On the 10th of November 43 investors, business associations and individual companies- including Unilever, Aviva Investors, Patagonia, Tchibo and Hewlett Packard Enterprise – issued a joint statement affirming their strong support for mandatory human rights and environmental due diligence (mHREDD) legislation. The statement highlights that ‘mHREDD is key to ensure that efforts by companies that respect people and the planet, both during and post COVID-19, are not undercut by the lack of a uniform standard of conduct applying to all business actors based in the EU or active in the EU market.’ In addition, the statement calls for ‘meaningful engagement with rightsholders and civil society society, including human rights defenders (HRDs)’ and outlines the importance of an inclusive process that is gender-sensitive and intersectional. It also refers to the full respect of the principle and process of Free, Prior and Informed Consent (FPIC) with regards to Indigenous Peoples.
Commission proposes two regulations on deforestation-free products and waste shipments and the EU soil strategy for 2030
On the 17th of November the Commission proposed three new initiatives on the issues of deforestation, waste management and soils sustainability, all ‘necessary to make the European Green Deal a reality’.The first proposal concerns a new Regulation to curb-EU-driven deforestation and forest degradation. The initiative sets mandatory due diligence for companies placing in the EU market main commodities driving agricultural expansion that leads to deforestation – namely, soy, beef, palm oil, wood, cocoa, coffee and other derived products. Additionally, it provides for a system of benchmarking to assess countries and their level of risk of deforestation and forest degradation driven by the commodities in question. The second proposal concerns a revised Regulation on waste shipments. The text seeks to ‘facilitate intra-EU waste shipments, promote circular economy and tackle the export of illegal waste and waste challenges to third countries‘. It foresees restricting waste exports to non-OECD countries, which will only be allowed if thirds countries are able to manage them sustainably. When exporting to OECD countries, shipments will need to be monitored and may be suspended if they generate serious environmental issues in the country of destination. In any case, all companies exporting waste outside the EU will need to go through an audit and must prove to manage waste in an “environmentally sound manner”. Thirdly, the Commission presented a new EU Soil Strategy for 2030. The proposal sets a framwork with voluntary and legally binding measures for Member States with the aim of increasing soil carbon in agricultural land, combat desertification, restore degraded land and soil and entails a commitment to ensure that by “2050 all soil ecosystems are in a healthy condition”.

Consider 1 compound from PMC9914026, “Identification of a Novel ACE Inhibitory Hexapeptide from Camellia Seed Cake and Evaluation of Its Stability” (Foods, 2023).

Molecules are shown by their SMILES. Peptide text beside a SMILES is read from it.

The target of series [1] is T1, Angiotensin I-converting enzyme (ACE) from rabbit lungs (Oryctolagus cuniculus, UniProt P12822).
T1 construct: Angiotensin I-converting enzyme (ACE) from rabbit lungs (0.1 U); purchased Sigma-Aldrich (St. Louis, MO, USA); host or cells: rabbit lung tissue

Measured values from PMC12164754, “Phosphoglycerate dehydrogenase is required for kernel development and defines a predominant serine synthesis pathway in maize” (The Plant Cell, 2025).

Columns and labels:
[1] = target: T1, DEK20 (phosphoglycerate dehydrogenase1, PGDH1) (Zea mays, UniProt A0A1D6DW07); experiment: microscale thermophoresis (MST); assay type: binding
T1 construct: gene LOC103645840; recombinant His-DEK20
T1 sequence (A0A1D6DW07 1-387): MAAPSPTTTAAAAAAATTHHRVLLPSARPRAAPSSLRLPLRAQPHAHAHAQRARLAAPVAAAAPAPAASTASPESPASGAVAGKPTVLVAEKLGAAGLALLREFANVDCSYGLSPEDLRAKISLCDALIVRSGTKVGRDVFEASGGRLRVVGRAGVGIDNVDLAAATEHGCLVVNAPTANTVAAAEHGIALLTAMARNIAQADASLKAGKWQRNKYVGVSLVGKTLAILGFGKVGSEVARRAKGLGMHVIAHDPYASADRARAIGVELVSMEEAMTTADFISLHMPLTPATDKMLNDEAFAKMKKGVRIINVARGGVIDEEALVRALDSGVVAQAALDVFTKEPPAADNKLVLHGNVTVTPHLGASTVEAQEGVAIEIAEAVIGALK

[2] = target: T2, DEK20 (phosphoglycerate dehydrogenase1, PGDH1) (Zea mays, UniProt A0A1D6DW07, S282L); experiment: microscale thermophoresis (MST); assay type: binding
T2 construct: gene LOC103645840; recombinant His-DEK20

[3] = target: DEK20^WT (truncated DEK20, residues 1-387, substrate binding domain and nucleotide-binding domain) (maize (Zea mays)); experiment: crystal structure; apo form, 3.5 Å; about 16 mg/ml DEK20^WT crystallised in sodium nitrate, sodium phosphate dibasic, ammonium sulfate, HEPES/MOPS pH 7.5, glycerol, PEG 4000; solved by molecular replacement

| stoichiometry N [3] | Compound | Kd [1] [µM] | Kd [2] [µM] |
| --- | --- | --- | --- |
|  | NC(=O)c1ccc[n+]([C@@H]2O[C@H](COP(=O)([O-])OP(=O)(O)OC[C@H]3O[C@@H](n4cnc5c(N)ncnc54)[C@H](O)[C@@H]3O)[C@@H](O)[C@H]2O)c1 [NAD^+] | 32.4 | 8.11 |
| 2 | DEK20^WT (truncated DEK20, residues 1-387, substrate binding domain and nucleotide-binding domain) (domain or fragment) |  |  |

Authors: Ana Carina Duarte, Rafaela Oliveira and Mariana Ferreira